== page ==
Romney Blocked Anti-Bullying Guide from Publication Over Objection to the Terms 'Bisexual' and 'Transgender'
Mitt Romney blocked an anti-bullying guide that could have helped thousands of Massachusetts school children over his objection that it contained the words 'bisexual' and 'transgender', terms sure to get the negative attention of social conservatives he needed for his 2008 presidential run, the Boston Globe reports in a front page story today:
Romney aides said publicly at the time that publication of the guide had been delayed because it was a lengthy document that required further review. But an e-mail authored in May of that year by a high-ranking Department of Public Health official - and obtained last week by the Globe through a public records request - reflected a different reason.
“Because this is using the terms ‘bisexual’ and ‘transgendered,’ DPH’s name may not be used in this publication,’’ wrote the official, Alda Rego-Weathers, then the deputy commissioner of the Massachusetts Department of Public Health.
The Department of Public Health was the guide's primary sponsor, so Romney's move stopped its publication.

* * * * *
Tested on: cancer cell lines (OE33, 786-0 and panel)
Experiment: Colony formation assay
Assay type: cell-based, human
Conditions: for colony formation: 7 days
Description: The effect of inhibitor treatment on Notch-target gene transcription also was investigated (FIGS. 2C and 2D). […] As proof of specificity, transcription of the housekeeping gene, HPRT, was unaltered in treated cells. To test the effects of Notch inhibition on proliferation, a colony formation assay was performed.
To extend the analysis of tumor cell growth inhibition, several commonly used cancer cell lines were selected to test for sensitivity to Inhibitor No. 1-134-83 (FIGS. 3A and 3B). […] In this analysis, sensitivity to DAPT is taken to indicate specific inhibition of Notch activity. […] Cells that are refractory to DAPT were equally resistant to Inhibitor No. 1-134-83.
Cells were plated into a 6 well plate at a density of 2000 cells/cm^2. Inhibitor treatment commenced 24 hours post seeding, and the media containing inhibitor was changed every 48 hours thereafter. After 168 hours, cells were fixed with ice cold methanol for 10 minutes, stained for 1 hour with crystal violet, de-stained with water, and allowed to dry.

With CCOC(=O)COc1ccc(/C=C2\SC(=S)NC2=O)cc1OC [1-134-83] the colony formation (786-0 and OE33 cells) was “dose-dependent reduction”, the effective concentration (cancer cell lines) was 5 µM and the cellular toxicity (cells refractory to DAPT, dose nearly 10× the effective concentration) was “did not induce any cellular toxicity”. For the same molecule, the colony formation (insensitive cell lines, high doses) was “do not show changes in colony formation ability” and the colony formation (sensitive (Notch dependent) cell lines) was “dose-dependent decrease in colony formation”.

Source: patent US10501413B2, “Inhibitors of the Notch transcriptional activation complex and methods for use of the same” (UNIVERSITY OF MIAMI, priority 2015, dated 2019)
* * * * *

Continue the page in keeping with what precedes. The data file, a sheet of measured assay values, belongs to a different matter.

Stifling the guide’s publication was among steps that Romney and his aides took during his last year in office to distance the Republican governor from state programs designed to specifically support gays, lesbians, and bisexual and transgender people. His critics said it was part of an effort to court social conservatives as he prepared for his first campaign for president in 2008.
And Romney certainly understood that LGBT people needed protection from bullying:
John Lauber, a soft-spoken new student one year behind Romney, was perpetually teased for his nonconformity and presumed homosexuality. Now he was walking around the all-boys school with bleached-blond hair that draped over one eye, and Romney wasn’t having it.
"He can’t look like that. That’s wrong. Just look at him!” an incensed Romney told Matthew Friedemann, his close friend in the Stevens Hall dorm, according to Friedemann’s recollection. Mitt, the teenaged son of Michigan Gov. George Romney, kept complaining about Lauber’s look, Friedemann recalled.